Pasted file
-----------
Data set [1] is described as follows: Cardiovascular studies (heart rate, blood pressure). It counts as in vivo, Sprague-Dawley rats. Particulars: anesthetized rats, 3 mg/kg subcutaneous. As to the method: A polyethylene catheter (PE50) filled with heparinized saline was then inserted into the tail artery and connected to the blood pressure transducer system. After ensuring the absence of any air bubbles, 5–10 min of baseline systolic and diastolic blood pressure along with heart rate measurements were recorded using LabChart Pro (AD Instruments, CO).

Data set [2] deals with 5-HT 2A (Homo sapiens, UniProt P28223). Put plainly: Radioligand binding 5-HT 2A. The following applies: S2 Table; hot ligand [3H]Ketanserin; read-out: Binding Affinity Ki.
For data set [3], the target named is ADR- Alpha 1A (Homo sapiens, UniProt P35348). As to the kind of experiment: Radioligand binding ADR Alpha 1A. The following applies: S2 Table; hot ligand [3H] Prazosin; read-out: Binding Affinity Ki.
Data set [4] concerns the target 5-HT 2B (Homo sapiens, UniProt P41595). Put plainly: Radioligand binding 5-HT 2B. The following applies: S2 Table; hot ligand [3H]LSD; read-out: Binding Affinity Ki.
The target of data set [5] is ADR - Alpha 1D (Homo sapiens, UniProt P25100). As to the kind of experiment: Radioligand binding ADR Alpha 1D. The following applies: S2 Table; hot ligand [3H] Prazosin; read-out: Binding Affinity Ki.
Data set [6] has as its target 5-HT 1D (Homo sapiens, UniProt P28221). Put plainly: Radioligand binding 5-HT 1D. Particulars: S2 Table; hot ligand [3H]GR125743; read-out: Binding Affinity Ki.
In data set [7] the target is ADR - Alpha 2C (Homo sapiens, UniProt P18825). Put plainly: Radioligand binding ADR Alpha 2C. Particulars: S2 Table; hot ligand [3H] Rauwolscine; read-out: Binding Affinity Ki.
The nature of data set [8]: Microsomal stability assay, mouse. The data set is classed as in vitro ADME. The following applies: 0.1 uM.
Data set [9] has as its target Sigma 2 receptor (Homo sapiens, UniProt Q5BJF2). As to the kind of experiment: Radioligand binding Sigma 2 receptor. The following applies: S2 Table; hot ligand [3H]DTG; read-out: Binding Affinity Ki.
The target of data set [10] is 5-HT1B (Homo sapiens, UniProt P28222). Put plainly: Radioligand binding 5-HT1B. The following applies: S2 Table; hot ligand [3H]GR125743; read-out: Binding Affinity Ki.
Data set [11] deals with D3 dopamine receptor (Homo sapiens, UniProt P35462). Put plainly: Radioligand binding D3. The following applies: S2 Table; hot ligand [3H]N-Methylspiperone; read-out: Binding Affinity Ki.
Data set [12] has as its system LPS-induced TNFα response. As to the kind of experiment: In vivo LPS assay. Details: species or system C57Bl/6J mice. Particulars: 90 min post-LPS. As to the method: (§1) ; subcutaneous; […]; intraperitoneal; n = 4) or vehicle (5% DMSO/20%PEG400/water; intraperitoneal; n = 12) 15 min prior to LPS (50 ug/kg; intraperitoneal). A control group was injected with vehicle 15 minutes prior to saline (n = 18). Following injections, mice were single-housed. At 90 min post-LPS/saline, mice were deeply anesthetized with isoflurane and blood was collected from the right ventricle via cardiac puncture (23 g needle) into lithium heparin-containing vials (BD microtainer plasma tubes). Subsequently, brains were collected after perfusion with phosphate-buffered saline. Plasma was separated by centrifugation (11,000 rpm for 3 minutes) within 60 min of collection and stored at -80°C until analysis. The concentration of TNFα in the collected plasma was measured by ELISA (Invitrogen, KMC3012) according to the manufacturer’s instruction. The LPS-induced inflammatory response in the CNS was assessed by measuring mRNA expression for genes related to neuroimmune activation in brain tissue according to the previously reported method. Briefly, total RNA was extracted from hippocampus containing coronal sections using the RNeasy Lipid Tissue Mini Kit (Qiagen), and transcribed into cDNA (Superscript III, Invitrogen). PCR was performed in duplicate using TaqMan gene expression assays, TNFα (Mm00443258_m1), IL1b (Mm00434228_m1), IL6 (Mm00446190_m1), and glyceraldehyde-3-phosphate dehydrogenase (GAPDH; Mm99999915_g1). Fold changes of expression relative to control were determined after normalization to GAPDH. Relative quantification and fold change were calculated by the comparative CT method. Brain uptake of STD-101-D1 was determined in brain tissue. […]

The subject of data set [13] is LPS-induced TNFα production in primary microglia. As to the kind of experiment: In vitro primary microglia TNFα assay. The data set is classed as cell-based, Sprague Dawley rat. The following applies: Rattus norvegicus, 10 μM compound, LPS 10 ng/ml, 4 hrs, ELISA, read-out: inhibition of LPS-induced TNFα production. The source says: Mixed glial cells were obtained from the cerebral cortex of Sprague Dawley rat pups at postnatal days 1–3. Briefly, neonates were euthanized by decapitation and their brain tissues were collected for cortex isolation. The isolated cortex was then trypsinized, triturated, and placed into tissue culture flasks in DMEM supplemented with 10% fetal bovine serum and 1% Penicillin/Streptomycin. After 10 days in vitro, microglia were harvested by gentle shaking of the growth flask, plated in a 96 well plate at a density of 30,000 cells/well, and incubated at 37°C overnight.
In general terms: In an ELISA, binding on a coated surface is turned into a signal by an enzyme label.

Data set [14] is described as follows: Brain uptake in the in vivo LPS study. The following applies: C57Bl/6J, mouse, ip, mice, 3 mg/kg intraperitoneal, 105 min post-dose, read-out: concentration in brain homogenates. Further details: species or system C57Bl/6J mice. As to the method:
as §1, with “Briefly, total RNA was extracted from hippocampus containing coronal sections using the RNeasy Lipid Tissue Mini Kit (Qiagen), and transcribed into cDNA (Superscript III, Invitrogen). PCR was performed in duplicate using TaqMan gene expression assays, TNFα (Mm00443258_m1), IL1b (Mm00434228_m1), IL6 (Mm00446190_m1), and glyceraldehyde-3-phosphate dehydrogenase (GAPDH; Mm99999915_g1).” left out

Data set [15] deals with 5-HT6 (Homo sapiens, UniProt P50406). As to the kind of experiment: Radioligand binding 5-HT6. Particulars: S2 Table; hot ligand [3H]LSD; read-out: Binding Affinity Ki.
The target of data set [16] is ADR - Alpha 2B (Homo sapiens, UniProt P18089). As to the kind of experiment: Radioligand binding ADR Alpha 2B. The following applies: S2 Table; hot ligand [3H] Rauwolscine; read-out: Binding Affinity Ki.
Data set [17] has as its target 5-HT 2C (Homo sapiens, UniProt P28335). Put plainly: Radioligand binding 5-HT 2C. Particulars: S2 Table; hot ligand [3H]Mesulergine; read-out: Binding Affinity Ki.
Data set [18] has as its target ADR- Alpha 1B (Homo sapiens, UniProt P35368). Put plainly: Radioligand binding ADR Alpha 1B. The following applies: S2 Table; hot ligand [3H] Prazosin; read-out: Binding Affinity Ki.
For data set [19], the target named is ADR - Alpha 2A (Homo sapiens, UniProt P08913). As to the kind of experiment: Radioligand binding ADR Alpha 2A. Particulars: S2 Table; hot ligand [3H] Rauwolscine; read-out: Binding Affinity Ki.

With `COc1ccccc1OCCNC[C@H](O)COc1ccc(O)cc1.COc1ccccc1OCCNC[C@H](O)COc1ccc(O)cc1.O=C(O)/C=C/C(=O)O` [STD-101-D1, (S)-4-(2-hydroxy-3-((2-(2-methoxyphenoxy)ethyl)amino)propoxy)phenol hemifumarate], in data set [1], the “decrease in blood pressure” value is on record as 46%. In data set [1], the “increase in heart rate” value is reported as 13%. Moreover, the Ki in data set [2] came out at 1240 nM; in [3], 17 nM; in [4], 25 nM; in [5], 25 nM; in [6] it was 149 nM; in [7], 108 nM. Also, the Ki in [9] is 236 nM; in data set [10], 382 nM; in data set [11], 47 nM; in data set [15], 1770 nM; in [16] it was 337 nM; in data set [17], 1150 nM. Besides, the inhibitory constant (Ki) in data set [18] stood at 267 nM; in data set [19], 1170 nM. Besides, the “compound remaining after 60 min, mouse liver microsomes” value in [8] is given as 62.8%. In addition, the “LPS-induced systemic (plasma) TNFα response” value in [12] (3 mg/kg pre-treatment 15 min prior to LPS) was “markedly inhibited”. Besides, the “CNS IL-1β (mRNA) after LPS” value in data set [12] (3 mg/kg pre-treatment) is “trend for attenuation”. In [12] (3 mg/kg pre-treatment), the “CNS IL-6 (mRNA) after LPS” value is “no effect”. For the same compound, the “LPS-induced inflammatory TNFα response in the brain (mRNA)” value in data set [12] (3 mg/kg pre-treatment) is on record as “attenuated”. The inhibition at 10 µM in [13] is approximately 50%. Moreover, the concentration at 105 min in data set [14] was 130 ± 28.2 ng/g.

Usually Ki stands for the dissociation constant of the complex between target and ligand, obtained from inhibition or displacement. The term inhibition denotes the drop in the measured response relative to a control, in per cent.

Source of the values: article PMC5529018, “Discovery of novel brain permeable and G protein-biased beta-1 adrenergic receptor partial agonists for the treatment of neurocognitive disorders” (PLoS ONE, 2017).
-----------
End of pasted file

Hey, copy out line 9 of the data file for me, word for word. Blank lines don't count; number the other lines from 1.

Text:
Data set [9] has as its target Sigma 2 receptor (Homo sapiens, UniProt Q5BJF2). As to the kind of experiment: Radioligand binding Sigma 2 receptor. The following applies: S2 Table; hot ligand [3H]DTG; read-out: Binding Affinity Ki.